In blends, questions still remain regarding which factors control whether or not triplet formation occurs and if so, whether or not it represents a major loss mechanism in high performance OPVs. In high energy offset polymer:fullerene blends where the intermolecular charge transfer (CT) states have a lower energy than the triplet exciton states, the triplet excitons that may normally form in the neat polymer by intersystem crossing are quenched due to the presence of the fullerene acceptors37,38,39,40. The analogous quenching behavior is also observed with excitons formed in the fullerene phase. However, in low energy offset polymer-polymer blends, triplet exciton formation can actually be enhanced relative to the neat materials15, and triplet exciton formation is thought to be mediated by spin mixing via charge separated states11,14,17. Nevertheless, in some polymer:fullerene blends, triplet formation does not appear to be a major loss channel, and the leading hypothesis is that delocalization of the CT states allows charge separation to kinetically outcompete triplet exciton formation26,41. Restricting the discussion to blends where triplet formation is energetically favorable, this model explains why polymer-polymer blends, which exhibit bound CT states, show major losses to triplet excitons11,15,16,17,19, while some high performing polymer:fullerene blends do not. Fullerene aggregation and order have been shown to be an important factor that promotes efficient charge separation in polymer:fullerene blends due to charge delocalization and enhanced hole mobility18,42,43,44,45. In several blends, when increasing the fullerene loading content10,18 and creating larger domains that presumably promote more delocalization24,26, triplet exciton formation is suppressed. However, recently in PCPDTBT:PC71BM blends, when the processing additive 1,8-octanedithiol (ODT) is added to coarsen the fullerene domains, the opposite effect is observed, and the triplet exciton yield increases46. As a result, the morphological factors that dictate whether or not triplet excitons are a dominant loss channel are still unclear.
In this study, we report on the effect of fullerene domain size on triplet exciton formation in PTB7:PC71BM blends at two different temperatures using photoluminescene (PL) and optically and electrically detected magnetic resonance (ODMR, EDMR) measurements. OPVs made with blends of poly[[4,8-bis[(2-ethylhexyl)oxy]benzo[1,2-b:4,5-b’]dithiophene-2,6-diyl][3-fluoro-2-[(2-ethyl-hexyl)carbonyl]thieno[3,4-b]thiophenediyl]] (PTB7) and [6,6]-phenyl-C71-butyric acid methyl ester (PC71BM) with the processing additive 1,8-diiodoctane (DIO) have achieved 7–9% power conversion efficiency47,48 with efficient charge separation and a reduced nongeminate recombination rate49. In this blend, the addition of DIO has been well-characterized to have a major impact on the fullerene domain size47,50,51. As a result, PTB7:PC71BM is an example of a high performing polymer:fullerene blend that will provide insight into the effect of processing additives on triplet exciton formation.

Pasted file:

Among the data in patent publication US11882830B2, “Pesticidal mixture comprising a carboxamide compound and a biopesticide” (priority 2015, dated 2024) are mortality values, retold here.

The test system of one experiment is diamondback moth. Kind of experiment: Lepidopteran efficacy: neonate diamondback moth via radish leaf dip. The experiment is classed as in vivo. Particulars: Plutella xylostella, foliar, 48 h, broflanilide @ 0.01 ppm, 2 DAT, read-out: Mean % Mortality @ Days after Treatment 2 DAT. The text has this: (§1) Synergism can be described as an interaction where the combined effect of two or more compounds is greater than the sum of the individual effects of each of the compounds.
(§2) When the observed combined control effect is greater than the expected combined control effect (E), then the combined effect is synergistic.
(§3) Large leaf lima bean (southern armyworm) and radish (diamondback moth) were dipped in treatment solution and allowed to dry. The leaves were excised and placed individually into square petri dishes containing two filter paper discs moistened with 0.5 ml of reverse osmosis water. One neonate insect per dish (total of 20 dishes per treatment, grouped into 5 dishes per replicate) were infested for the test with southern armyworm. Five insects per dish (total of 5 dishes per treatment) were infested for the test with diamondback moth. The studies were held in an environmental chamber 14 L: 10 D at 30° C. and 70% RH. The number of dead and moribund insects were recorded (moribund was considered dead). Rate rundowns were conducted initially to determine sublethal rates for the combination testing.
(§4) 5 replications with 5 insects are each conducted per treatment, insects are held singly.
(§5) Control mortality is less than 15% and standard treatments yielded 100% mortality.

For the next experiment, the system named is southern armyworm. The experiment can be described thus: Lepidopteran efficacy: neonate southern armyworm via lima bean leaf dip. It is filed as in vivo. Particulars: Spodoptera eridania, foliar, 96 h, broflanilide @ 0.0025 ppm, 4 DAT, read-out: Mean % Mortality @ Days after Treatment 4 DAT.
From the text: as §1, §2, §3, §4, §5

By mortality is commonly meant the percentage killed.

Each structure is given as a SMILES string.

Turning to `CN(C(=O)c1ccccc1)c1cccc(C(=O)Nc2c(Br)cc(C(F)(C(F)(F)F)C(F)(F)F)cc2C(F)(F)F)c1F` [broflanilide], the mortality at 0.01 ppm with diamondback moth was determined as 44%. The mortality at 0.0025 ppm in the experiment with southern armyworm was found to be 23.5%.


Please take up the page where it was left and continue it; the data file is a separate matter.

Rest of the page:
A number of previous studies have used transient photoinduced absorption spectroscopy (TAS) measurements to study triplet exciton formation. However, with TAS it can be difficult to decisively assign absorption peaks to each specific photo-excited species due to often broad overlapping absorption peaks coming from both the excitons and polarons present in the sample. In addition, excitation intensities significantly higher than standard 1 sun illumination are often needed to obtain a sufficient signal-to-noise ratio. Transient effects such as energetic relaxation can also cause transient behavior to be measurably different from steady state behavior. To obtain an unambiguous identification of triplet excitons in organic solar cells under standard operating conditions at steady state, a spin-sensitive technique such as ODMR or EDMR is preferable21,52,53,54,40. Taking advantage of the paramagnetic properties of the triplet exciton state, a magnetic field can be used to manipulate the system, and these manipulations can then be detected in order to determine the presence of triplet excitons in the film. At steady state, all excited states in the material are coupled together by a complex series of reaction pathways, including triplet formation:
nonradiative exciton-exciton annihilation:
nonradiative exciton-polaron annihilation:
and nonradiative recombination:
By applying a resonant microwave field and the appropriate magnetic field to the sample, one can induce Zeeman sublevel transitions within the triplet exciton manifold that then modify the overall triplet-triplet annihilation rate (kTTA)55,56,57, triplet-polaron annihilation rate (kTPA), triplet relaxation rate (kTR), or intersystem crossing rate (kISC). Increasing any of these rates, drives the system of reactions forward, resulting in an increased steady state photoluminescence yield and a reduced charge carrier density. As a result, an increase in optical emission or a decrease in the solar cell open-circuit voltage VOC induced by the applied magnetic field and resonant microwaves can be used to determine whether or not triplet excitons are present, and a comparison between samples can be used to determine the relative triplet yield.